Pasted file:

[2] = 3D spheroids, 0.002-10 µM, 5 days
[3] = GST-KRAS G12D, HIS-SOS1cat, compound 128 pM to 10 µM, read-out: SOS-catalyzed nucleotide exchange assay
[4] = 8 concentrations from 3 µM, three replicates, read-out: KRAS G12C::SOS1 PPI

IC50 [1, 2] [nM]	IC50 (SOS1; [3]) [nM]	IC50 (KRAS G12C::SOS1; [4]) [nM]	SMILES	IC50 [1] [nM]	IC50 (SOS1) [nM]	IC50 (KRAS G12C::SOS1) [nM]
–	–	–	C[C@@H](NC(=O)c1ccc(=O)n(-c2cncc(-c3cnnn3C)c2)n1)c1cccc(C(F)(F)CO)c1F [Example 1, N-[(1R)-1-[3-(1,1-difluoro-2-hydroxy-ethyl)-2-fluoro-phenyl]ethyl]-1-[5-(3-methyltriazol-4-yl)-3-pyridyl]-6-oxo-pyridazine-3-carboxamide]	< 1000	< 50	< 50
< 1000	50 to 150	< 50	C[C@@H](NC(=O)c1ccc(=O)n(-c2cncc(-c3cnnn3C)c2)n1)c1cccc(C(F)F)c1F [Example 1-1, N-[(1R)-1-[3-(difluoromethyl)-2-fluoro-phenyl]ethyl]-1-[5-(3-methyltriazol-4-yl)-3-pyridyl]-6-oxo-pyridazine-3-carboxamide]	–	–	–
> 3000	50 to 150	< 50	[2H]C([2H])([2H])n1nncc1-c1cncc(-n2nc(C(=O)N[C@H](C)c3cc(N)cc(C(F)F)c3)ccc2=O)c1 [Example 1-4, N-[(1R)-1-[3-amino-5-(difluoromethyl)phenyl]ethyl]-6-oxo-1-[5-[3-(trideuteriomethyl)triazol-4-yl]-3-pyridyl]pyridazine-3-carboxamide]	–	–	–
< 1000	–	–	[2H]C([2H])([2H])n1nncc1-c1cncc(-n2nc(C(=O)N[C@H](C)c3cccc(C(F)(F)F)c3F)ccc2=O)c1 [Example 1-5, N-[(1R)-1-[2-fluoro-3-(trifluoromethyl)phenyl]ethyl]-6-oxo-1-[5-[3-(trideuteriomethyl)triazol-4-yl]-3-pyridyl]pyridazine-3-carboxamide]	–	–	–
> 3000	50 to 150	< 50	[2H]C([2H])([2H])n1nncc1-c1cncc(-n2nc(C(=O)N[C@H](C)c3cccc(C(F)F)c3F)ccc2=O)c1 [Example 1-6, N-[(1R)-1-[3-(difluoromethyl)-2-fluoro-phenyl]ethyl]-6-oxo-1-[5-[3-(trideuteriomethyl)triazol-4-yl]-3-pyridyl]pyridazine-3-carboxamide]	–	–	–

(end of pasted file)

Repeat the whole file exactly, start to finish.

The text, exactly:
[2] = 3D spheroids, 0.002-10 µM, 5 days
[3] = GST-KRAS G12D, HIS-SOS1cat, compound 128 pM to 10 µM, read-out: SOS-catalyzed nucleotide exchange assay
[4] = 8 concentrations from 3 µM, three replicates, read-out: KRAS G12C::SOS1 PPI

IC50 [1, 2] [nM]	IC50 (SOS1; [3]) [nM]	IC50 (KRAS G12C::SOS1; [4]) [nM]	SMILES	IC50 [1] [nM]	IC50 (SOS1) [nM]	IC50 (KRAS G12C::SOS1) [nM]
–	–	–	C[C@@H](NC(=O)c1ccc(=O)n(-c2cncc(-c3cnnn3C)c2)n1)c1cccc(C(F)(F)CO)c1F [Example 1, N-[(1R)-1-[3-(1,1-difluoro-2-hydroxy-ethyl)-2-fluoro-phenyl]ethyl]-1-[5-(3-methyltriazol-4-yl)-3-pyridyl]-6-oxo-pyridazine-3-carboxamide]	< 1000	< 50	< 50
< 1000	50 to 150	< 50	C[C@@H](NC(=O)c1ccc(=O)n(-c2cncc(-c3cnnn3C)c2)n1)c1cccc(C(F)F)c1F [Example 1-1, N-[(1R)-1-[3-(difluoromethyl)-2-fluoro-phenyl]ethyl]-1-[5-(3-methyltriazol-4-yl)-3-pyridyl]-6-oxo-pyridazine-3-carboxamide]	–	–	–
> 3000	50 to 150	< 50	[2H]C([2H])([2H])n1nncc1-c1cncc(-n2nc(C(=O)N[C@H](C)c3cc(N)cc(C(F)F)c3)ccc2=O)c1 [Example 1-4, N-[(1R)-1-[3-amino-5-(difluoromethyl)phenyl]ethyl]-6-oxo-1-[5-[3-(trideuteriomethyl)triazol-4-yl]-3-pyridyl]pyridazine-3-carboxamide]	–	–	–
< 1000	–	–	[2H]C([2H])([2H])n1nncc1-c1cncc(-n2nc(C(=O)N[C@H](C)c3cccc(C(F)(F)F)c3F)ccc2=O)c1 [Example 1-5, N-[(1R)-1-[2-fluoro-3-(trifluoromethyl)phenyl]ethyl]-6-oxo-1-[5-[3-(trideuteriomethyl)triazol-4-yl]-3-pyridyl]pyridazine-3-carboxamide]	–	–	–
> 3000	50 to 150	< 50	[2H]C([2H])([2H])n1nncc1-c1cncc(-n2nc(C(=O)N[C@H](C)c3cccc(C(F)F)c3F)ccc2=O)c1 [Example 1-6, N-[(1R)-1-[3-(difluoromethyl)-2-fluoro-phenyl]ethyl]-6-oxo-1-[5-[3-(trideuteriomethyl)triazol-4-yl]-3-pyridyl]pyridazine-3-carboxamide]	–	–	–